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Report: Sale of WNBA's Atlanta Dream co-owned by outgoing Sen. Kelly Loeffler is 'close to being finalized'

Jason Owens
·3 min read

A sale of the WNBA’s Atlanta Dream is imminent, according to the Atlanta Journal-Constitution.

The AJC reported on Tuesday that a league source expects a sale of the team to be finalized soon.

“As it relates to the Atlanta Dream, we understand a sale of the franchise is close to being finalized,” the source told AJC. “Once the sale negotiation is concluded, additional information will be provided.”

The report didn’t speculate on the potential buyer. The Dream declined to comment when the AJC reached out.

Controversial co-owner Kelly Loeffler under pressure to sell

The Dream are co-owned by Mary Brock and outgoing Republican U.S. Sen. Kelly Loeffler, who earlier this month lost a Georgia runoff for her seat to Raphael Warnock in an election that flipped the balance of power in the U.S. Senate to the Democrats.

WNBA and NBA players have advocated for new Dream ownership amid Loeffler’s controversial politics that included supporting President Donald Trump and his baseless conspiracies that President-elect Joe Biden didn’t rightfully win the presidential election.

Sen. Kelly Loeffler, R-Ga., speaks as President Donald Trump listens during a campaign rally in support of Senate candidates Sen. Kelly Loeffler, R-Ga., and David Perdue in Dalton, Ga., Monday, Jan. 4, 2021. (AP Photo/Brynn Anderson)
Kelly Loeffler supported Donald Trump and denounced Black Lives Matter. (AP Photo/Brynn Anderson)

Loeffler created a rift with Black Lives Matter stance

Loeffler has repeatedly said she does not intend to sell her stake amid mounting pressure that came from players on her own team. Loeffler was a vocal critic of the Black Lives Matter movement as NBA and WNBA players embraced social justice causes in 2020 amid the national race reckoning in the aftermath of George Floyd’s death at the hands of Minneapolis police.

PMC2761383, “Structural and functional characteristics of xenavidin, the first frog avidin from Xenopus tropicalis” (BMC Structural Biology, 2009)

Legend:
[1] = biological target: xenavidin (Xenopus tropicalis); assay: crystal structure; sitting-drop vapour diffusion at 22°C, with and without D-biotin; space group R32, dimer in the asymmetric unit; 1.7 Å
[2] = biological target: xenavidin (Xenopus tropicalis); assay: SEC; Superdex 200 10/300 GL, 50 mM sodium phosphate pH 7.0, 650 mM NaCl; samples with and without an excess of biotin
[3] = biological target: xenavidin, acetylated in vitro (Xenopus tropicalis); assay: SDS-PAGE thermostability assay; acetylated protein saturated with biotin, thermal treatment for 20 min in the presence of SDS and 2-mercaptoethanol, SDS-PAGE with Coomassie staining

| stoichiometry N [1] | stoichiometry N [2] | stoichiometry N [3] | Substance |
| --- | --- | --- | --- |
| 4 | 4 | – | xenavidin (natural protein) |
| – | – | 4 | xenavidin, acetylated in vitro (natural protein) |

She wrote a letter to WNBA commissioner Cathy Engelbert urging the league to halt its embrace of Black Lives Matter. She seized on political talking points during her campaign attempting to tie Black Lives Matter to Marxism.

“There is no room for racism in this country,” Loeffler said at a July campaign stop, per NPR. “We cannot have it. But there is an organization, different from the saying, an organization called Black Lives Matter founded on Marxist principles. Marxism supports socialism.”

Her criticism of player activism prompted swift backlash from athletes and calls for her to sell the team. Members of the Dream and players across the WNBA wore T-shirts reading “Vote Warnock” in August in support of her political opponent.

Amid the backlash, the WNBA distanced itself from Loeffler in a July statement:

“The WNBA is based on the principle of equal and fair treatment of all people and we, along with the teams and players, will continue to advocate for social justice.

“Sen. Loeffler has not served as a Governor of the Atlanta Dream since October 2019 and is no longer involved in the day-to-day business of the team.”

Engelbert insisted that the WNBA would not force Loeffler to sell her stake in the team.

LeBron James said he wants to buy Dream

WNBA players speaking out against Loeffler found allies in the NBA, including Los Angeles Lakers star LeBron James. After Warnock defeated Loeffler in the Jan. 5 election, James floated the idea of buying the Dream on Twitter.

Los Angeles Dodgers star Mookie Betts and actor/comedian Kevin Hart were among those ready to join James in his potential bid. There is no indication on Tuesday that James is behind the ownership group tied to the AJC report.

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